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A bold exploration of modern psychedelic culture, its history, and future * Examines 3 modern psy-culture architects: chemist Alexander Sasha Shulgin, mycologist-philosopher Terence McKenna, and visionary artist Alex Grey * Presents a History of Visionary Art, from its roots in prehistory, to Ernst Fuchs and the Vienna School of the Fantastic, to contemporary psychedelic art After the deaths of Jerry Garcia, Timothy Leary, and Ken Kesey, it appeared that the psychedelic revolution of the 1960s had finally been suppressed. But the opposite was occurring, evident in the popularity of transformational festivals like Burning Man and BOOM!, the media coverage of ayahuasca use, and the growing number of celebrities and Silicon Valley billionaires readily admitting the benefits of microdosing. Along with the return of university research, the revival of psychedelic philosophy, and the increasing popularity of Visionary Art, these changes signify a widespread psychedelic cultural revolution. Speaking from the forefront of this new revolution, James Oroc explores 21st-century psychedelic culture through three of its main post-1960s architects: chemist Alexander Sasha Shulgin, mycologist-philosopher Terence McKenna, and visionary artist Alex Grey. Examining their work in depth, he also explores the work of DMT researcher Rick Strassman, MAPS founder Rick Doblin, consciousness researcher Stanislav Grof, author Daniel Pinchbeck, and new visionary artists such as Amanda Sage and Android Jones. He investigates the use of microdosing in extreme sports and the transformed understanding of spirituality that arises from the psy-trance festival experience. He presents a History of Visionary Art from its roots in prehistory and antiquity, to Ernst Fuchs and the Vienna School of the Fantastic, to contemporary psychedelic art and its importance to visionary culture. The author explains how psychedelics are powerful tools to examine the Ego and the Shadow and induce transpersonal experiences. Building on anthropological evidence for the role of plant-entheogens in the development of human culture, he proposes that our ongoing psychedelic revolution is seeding the beginnings of a new Visionary Age.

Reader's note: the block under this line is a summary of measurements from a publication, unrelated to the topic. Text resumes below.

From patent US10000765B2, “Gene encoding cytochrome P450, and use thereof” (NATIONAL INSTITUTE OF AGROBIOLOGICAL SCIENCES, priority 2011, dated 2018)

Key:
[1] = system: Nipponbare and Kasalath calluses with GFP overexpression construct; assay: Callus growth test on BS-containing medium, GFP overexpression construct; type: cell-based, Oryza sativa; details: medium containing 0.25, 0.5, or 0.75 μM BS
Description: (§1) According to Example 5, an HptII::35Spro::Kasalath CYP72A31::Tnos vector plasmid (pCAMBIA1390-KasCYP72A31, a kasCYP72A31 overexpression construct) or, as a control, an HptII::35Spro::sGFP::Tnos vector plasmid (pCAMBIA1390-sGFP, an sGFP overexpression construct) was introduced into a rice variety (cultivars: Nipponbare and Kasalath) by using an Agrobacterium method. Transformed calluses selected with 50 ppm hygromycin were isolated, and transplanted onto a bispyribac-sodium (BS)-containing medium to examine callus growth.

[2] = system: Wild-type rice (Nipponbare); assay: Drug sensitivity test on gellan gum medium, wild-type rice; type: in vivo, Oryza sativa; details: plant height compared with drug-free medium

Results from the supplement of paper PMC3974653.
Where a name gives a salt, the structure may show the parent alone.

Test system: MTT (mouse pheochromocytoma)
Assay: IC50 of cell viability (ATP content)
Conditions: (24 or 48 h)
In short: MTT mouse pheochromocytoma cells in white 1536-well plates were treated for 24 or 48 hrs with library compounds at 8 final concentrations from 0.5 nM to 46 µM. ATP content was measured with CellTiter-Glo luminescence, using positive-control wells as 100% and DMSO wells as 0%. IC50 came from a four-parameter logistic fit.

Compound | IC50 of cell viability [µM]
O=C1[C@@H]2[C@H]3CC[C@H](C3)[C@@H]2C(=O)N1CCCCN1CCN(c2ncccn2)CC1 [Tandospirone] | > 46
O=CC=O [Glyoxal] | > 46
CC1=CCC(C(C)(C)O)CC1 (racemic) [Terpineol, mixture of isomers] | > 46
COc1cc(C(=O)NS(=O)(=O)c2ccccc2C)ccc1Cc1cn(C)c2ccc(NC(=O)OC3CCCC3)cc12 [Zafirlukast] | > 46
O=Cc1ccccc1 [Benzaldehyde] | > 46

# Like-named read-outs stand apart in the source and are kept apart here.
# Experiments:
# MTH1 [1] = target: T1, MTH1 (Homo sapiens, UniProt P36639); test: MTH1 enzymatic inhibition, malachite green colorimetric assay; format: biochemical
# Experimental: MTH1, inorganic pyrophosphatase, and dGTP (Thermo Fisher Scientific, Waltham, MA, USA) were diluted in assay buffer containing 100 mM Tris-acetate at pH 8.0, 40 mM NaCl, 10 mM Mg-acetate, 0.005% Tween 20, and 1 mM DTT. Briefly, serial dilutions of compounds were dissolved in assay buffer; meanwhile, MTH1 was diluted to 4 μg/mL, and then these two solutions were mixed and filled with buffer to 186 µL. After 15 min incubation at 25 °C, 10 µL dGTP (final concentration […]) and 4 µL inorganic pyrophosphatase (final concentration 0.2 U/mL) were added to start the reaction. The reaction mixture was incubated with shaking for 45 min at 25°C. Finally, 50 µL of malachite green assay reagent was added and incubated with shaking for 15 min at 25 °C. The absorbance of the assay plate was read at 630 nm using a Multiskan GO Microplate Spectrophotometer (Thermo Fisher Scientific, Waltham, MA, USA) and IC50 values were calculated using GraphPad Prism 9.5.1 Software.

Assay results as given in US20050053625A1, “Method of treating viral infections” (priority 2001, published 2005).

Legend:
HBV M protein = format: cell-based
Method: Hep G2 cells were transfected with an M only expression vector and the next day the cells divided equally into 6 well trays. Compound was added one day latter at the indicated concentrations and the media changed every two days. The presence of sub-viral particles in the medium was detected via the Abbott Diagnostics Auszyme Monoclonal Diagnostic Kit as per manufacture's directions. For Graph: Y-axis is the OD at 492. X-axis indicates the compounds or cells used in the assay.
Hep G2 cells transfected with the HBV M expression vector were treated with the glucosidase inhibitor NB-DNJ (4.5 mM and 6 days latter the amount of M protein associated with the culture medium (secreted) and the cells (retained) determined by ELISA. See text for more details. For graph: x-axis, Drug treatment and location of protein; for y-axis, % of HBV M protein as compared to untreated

The venom from Bufo alvarius, an unusual toad found in the Sonoran desert, contains 5-MeO-DMT, a potent natural chemical similar in effect to the more common entheogen DMT. The venom can be dried into a powder, which some researchers speculate was used ceremonially by Amerindian shamans. When smoked it prompts an instantaneous break with the physical world that causes out-of-body experiences completely removed from the conventional dimensions of reality. In Tryptamine Palace,James Oroc shares his personal experiences with 5-MeODMT, which led to a complete transformation of his understanding of himself and of the very fabric of reality. Driven to comprehend the transformational properties of this substance, Oroc combined extensive studies of physics and philosophy with the epiphanies he gained from his time at Burning Man. He discovered that ingesting tryptamines unlocked a fundamental human capacity for higher knowledge through direct contact with the zero-point field of modern physics, known to the ancients as the Akashic Field. In the quantum world of nonlocal interactions, the line between the physical and the mental dissolves. 5-MeO-DMT, Oroc argues, can act as a means to awaken the remarkable capacities of the human soul as well as restore experiential mystical spirituality to Western civilization.